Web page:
With that as part of the context, keep in mind that the extremists within the Republican House Conference are making noises about replacing Boehner as Speaker again-- although with whom, no one is quite sure. There is talk about a conservative coup brewing . The problem for the ring-leaders of the extremist faction is that they would be dependent on Democrats to stand united against Boehner. Will they? Probably not-- and we're not even talking about the conservative shills who most frequently support Boehner's agenda.
Democrats from across an ideological spectrum say they'd rather see Boehner remain atop the House than replace him with a more conservative Speaker who would almost certainly be less willing to reach across the aisle in search of compromise. Replacing him with a Tea Party Speaker, they say, would only bring the legislative process-- already limping along-- to a screeching halt.

“I'd probably vote for Boehner [because] who the hell is going to replace him? [Ted] Yoho?,” Rep. Bill Pascrell (D-N.J.) said Wednesday, referencing the Florida Tea Party Republican who’s fought Boehner on a host of bipartisan compromise bills.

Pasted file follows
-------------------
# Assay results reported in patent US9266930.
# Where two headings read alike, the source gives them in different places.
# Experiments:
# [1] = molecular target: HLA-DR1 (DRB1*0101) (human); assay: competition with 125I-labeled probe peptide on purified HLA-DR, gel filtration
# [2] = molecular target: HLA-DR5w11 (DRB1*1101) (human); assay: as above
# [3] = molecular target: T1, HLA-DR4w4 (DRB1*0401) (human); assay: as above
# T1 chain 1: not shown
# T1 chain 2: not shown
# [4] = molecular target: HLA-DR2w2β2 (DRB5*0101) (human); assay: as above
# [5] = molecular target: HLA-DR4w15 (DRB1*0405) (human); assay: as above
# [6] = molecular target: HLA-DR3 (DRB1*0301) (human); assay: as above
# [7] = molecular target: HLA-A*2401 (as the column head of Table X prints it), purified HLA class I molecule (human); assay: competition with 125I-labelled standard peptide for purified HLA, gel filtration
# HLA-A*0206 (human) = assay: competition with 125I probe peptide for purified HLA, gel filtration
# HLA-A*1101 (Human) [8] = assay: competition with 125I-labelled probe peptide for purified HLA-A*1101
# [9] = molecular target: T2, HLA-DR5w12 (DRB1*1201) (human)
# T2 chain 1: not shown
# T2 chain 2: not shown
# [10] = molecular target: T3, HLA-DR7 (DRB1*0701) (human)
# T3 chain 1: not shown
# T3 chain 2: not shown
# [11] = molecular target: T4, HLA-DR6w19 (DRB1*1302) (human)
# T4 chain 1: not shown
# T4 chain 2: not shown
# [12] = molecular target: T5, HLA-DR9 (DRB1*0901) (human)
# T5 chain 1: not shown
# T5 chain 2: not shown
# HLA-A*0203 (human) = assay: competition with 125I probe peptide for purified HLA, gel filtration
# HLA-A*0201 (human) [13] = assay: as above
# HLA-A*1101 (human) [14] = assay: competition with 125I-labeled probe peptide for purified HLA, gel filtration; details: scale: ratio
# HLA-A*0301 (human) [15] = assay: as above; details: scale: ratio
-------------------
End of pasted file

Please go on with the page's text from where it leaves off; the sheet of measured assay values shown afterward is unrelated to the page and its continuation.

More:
“In terms of the institution, I would rather have John Boehner as the Speaker than some of these characters who came here thinking that they're going to change the world,” Pascrell added.

Liberal Rep. Raúl Grijalva (D-Ariz.) agreed that for Democrats, replacing Boehner could lead to a worse situation.

“Then we would get Scalise or somebody? Geez, come on,” said Grijalva, who referenced House Majority Whip Steve Scalise (R-La.). “We can be suicidal, but not stupid.”